I grew up an earth user. Along with millions of other Americans from my generation, I shamelessly tossed out my fast food trash on the highways and byways as I traveled along, singing a song.
I never thought much about it until I saw a public service announcement in the 1970s featuring an elderly American Indian chief looking at huge piles of garbage and sewage with a large tear running down his cheek. The commercial was very impacting emotionally and it was a watershed moment for me as far as my ecological worldview was concerned. I remember thinking, Maybe we shouldn’t trash the planet. But after I came to Jesus and realized He was going to return sometime in the next couple of months, I began to think, Wait a minute … who cares what happens to this planet? We’ll be out of here soon anyway.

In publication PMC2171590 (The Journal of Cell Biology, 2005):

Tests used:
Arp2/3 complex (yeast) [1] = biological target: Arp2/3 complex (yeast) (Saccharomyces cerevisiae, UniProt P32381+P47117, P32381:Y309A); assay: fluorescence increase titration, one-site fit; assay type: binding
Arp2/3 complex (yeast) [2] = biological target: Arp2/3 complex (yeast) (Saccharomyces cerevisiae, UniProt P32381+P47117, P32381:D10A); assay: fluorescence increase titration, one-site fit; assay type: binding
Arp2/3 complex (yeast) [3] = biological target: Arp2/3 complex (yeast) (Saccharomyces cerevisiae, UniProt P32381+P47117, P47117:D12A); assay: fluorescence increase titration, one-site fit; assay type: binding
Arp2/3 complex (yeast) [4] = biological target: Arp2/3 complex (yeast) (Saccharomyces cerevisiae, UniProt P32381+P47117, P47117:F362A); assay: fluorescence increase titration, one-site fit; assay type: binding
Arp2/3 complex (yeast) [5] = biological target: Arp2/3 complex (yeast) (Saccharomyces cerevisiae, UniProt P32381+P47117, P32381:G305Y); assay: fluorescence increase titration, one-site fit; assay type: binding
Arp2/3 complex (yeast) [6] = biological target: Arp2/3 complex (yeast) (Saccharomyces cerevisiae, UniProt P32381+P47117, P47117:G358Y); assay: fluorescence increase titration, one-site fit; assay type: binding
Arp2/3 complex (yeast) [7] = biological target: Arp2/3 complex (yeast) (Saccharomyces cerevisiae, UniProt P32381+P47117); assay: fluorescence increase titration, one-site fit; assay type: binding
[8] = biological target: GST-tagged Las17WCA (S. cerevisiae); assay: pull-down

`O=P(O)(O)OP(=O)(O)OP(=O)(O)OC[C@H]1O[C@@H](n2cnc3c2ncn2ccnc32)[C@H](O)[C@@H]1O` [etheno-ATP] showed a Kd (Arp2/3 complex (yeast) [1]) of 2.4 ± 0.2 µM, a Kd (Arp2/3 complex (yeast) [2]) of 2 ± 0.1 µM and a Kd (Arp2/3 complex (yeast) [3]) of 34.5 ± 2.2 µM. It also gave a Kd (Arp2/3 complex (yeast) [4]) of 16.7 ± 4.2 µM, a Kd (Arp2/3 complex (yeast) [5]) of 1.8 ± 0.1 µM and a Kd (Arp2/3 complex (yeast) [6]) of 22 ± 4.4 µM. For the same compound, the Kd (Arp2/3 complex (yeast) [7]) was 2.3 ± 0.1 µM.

This thinking caused me to discount concerns about how big business was recklessly polluting the air and water and plundering the land for all its natural resources with little care for conservation. Heck, I even found verses that seemed to back up my irreverence for the environment. I saw that God himself was eventually going to trash the planet with fire (2 Peter 3:10)—so a few Styrofoam cups on the roads and some ozone holes in the upper atmosphere shouldn’t matter. I figured since the world was destined for doom and destruction, what does it matter if we humans pollute it or exhaust its resources. My anticonservation bias was actually spiritualized. As a result, I used to look at conservationists with disdain, accusing them of being “men of this world whose reward is in this life” (Ps. 17:14) and ones who, in Paul’s words, “exchanged the truth of God for a lie, and worshiped and served created things rather than the Creator” (Rom. 1:25). They were tree-worshiping heathens to me. Any verses that suggested God cared about the condition of the earth escaped my notice.